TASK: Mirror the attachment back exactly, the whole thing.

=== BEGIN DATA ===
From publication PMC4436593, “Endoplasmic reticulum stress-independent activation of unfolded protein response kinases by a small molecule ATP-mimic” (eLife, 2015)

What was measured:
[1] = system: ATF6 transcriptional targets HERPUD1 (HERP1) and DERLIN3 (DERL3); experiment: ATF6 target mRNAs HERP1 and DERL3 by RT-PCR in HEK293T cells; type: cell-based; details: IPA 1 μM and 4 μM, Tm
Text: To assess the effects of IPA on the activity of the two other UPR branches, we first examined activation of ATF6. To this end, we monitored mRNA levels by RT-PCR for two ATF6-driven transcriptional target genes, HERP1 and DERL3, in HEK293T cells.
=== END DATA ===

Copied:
From publication PMC4436593, “Endoplasmic reticulum stress-independent activation of unfolded protein response kinases by a small molecule ATP-mimic” (eLife, 2015)

What was measured:
[1] = system: ATF6 transcriptional targets HERPUD1 (HERP1) and DERLIN3 (DERL3); experiment: ATF6 target mRNAs HERP1 and DERL3 by RT-PCR in HEK293T cells; type: cell-based; details: IPA 1 μM and 4 μM, Tm
Text: To assess the effects of IPA on the activity of the two other UPR branches, we first examined activation of ATF6. To this end, we monitored mRNA levels by RT-PCR for two ATF6-driven transcriptional target genes, HERP1 and DERL3, in HEK293T cells.